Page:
My Aunt was always in awe of my ability to recount the vivid details of even the most insignificant memories. Since I was a young teen, she has always been one of my loudest cheerleaders, strongest supporters, and, at times, most-sound life coach. I have always seen her as wise, sensible, understanding, and insightful. She is one of my biggest role models. On one of our lunch dates, I was about fourteen, at a dimly lit coffee house, with dining lights made of colored wine bottles and bite-sized food portions on modern art plates. We chatted over this boujee, pear salad with exotic toppings and dressing. “Exotic” for a person who likes Ranch and bacon, like a normal person. I’ll admit, it was a damn good salad, and I got it every time.
During our conversation, I recalled an event, similar to the way I am, this one. As always, amazed by the tiny intricacies of the memory, she explained how unusual it is for a person to remember the way I always could. I’ve always felt like this, so how could I know everyone else doesn’t remember like me?
“My friend has something called ‘Synesthesia’, and when she told me about it, I thought of you. I looked it up, and it’s exactly you! It’s considered a phenomenon, ya know.” My Aunt was excited to be reminded to deliver the “good” news.
Interested, I took a bite of the world’s crunchiest and most delicious salad from my upside down fork, with a raised eyebrow and a grin, “A phenomenon?”
By the time our lunch ended, I felt better than when it started. I can’t quite remember the other pieces of our talk or why I started out upset, but I remember going home to find out why the things I have felt all my life, are apparently strange and uncommon.”
In my research I found that it is indeed a phenomenon. There are different types, and from my understanding, there are categories on somewhat of a spectrum of types. In my case, any given situation or scenario that, for whatever reason, left an impression, I am able to replay upto an entire day just because, for instance, I smelled the powder my Nana used; I was five or six.
All it took was opening the bathroom door. A fragrant cloud hit me in the face. I closed my eyes and allowed myself to go back to all of it; back to the time she stayed with us. A simple whiff in a bathroom I’ve never entered was all it took to transport me to another time and place. One sensation pulls at another sensation, and that pulls at another; like Barrel of Monkeys. I embraced the familiar aroma to allow the full-body recollection. I see my Nana sitting on the closed, blue toilet, smiling at me. On my cheek, I feel the gentle tickle of the small, pink, plushy powder puff she used to apply her powder. I loved that she let me pretend to have my own beauty routine and play with her puff. _Not like her cane. Don’t fuck with Nana’s cane._That led me to the little, braided strands of yarn my mother kept in the back to put in my hair. The red and blue ones remained under that sink for about six years after she left, collecting dust. The ugly, brass handles, oddly placed in the dead center of the cabinet door, making it extremely awkward to open. I can hear the long, high-pitched whistle of the settling of the toilet, post-flush. The offensive screech of the linen-closet door, next to the sink, that made me squint and pull my shoulders up to my ears. I can feel the soft, woven loops in the floor mat squeezed between my little toes as I squat to reach for the yarn hair-tie things.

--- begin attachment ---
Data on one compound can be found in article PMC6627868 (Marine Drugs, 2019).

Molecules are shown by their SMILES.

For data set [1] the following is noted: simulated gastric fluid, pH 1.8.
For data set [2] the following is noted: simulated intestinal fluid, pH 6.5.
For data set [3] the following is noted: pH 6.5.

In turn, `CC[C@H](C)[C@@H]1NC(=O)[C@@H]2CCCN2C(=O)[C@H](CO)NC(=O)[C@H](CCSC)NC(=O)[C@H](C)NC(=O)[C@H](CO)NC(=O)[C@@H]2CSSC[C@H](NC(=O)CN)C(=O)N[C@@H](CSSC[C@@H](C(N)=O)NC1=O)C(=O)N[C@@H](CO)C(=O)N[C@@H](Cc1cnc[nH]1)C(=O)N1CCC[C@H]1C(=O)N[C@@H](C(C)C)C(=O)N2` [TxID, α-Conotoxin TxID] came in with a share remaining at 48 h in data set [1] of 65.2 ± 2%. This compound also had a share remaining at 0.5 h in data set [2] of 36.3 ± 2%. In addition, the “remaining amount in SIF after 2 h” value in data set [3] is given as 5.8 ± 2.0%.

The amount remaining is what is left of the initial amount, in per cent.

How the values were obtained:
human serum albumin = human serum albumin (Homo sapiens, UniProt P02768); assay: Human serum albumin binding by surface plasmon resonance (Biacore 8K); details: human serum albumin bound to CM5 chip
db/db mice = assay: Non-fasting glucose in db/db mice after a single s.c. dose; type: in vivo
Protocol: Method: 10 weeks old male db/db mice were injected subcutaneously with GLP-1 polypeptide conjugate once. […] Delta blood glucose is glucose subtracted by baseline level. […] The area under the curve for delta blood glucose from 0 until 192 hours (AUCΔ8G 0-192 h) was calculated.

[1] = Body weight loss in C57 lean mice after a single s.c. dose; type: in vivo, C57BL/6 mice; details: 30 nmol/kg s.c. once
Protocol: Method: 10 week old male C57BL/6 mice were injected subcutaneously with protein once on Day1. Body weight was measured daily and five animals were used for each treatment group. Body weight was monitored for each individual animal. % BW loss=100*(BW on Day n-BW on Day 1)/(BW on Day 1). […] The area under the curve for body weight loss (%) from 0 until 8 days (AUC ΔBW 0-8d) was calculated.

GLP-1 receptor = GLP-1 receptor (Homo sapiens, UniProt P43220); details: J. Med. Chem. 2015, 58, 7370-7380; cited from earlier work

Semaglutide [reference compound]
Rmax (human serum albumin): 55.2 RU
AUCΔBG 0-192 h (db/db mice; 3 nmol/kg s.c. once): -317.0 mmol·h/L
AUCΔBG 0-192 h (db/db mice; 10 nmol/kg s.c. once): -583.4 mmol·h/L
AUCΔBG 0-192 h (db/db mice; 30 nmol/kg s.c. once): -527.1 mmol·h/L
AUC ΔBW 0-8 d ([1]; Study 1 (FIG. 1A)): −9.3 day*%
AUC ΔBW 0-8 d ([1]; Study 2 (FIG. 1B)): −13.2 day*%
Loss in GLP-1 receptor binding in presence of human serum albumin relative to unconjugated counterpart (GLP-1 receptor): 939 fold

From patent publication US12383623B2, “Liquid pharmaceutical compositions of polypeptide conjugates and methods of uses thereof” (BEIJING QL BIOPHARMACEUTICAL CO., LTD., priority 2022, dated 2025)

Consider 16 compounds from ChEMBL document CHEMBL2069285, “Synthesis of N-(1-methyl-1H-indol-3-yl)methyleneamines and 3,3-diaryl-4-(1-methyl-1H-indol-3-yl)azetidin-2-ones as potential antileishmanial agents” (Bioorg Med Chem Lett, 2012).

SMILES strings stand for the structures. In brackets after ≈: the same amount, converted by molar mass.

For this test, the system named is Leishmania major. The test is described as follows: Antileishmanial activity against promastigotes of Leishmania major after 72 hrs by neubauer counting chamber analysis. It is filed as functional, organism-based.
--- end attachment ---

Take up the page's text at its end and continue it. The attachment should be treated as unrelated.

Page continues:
The “phenomenon”, in my opinion, is that I can completely relive every sense of a memory as if it’s happening again to my whole body, provoked by things as simple as a somewhat common scent, almost thirty years later. At times, I can even recollect the date and even time of day because I’d glanced at a clock. I can usually describe that clock to the point where a reader could see it, too.
A full filing cabinet containing videos or even slideshows of moments, significant or not. When you pull it out, or even, someone else pulls it out and hands it to you, you are forced to view it as the person living the moment in virtual reality. And it comes in like a roaring freight train, with up to all of the sensations attached to the experience of either a gorgeous, scenic trip or a fucking trainwreck. “Flashback” is a vast understatement for someone with Synesthesia.
Sometimes, it is beautiful. I remember everything - with a few, very specific exceptions. I can close my eyes and make myself remember a certain joke from a holiday and the clothes everyone at the table wore, or every second of the days my babies were born, from beginning to end. I am grateful that I can retell the times of my life, as long as I can speak. I get to relive special times whenever I please, decades later, all over again.
Often and out of nowhere, my son will say, “Mommy, tell me a story.” He loves all the things I am able to remember for him; the day I met his father, funny times with the family, and he loves hearing reruns.
Not every “flashback” is blissful. Some are regrettable, violent, horrific, non-consensual, and soul-shaking. Not only are you seeing it, you are smelling it in front of your nose, hearing it with both ears, tasting it with your tongue, feeling it touch your body, decades later, all over again.
Imagine a lifetime of continuing, mostly-unaddressed trauma your brain makes your whole body go back to at the creaking squeal of the basement steps or the sight of spilled food on the floor, sometimes it’s like a redo against your will, decades later. All. Over. Again.
This is an important part of who I am and is the vibrant mix of colors that allow me to paint an image with the paintbrush that is my love for the written word.
Are you okay today? Need a new friend to check in? Write me.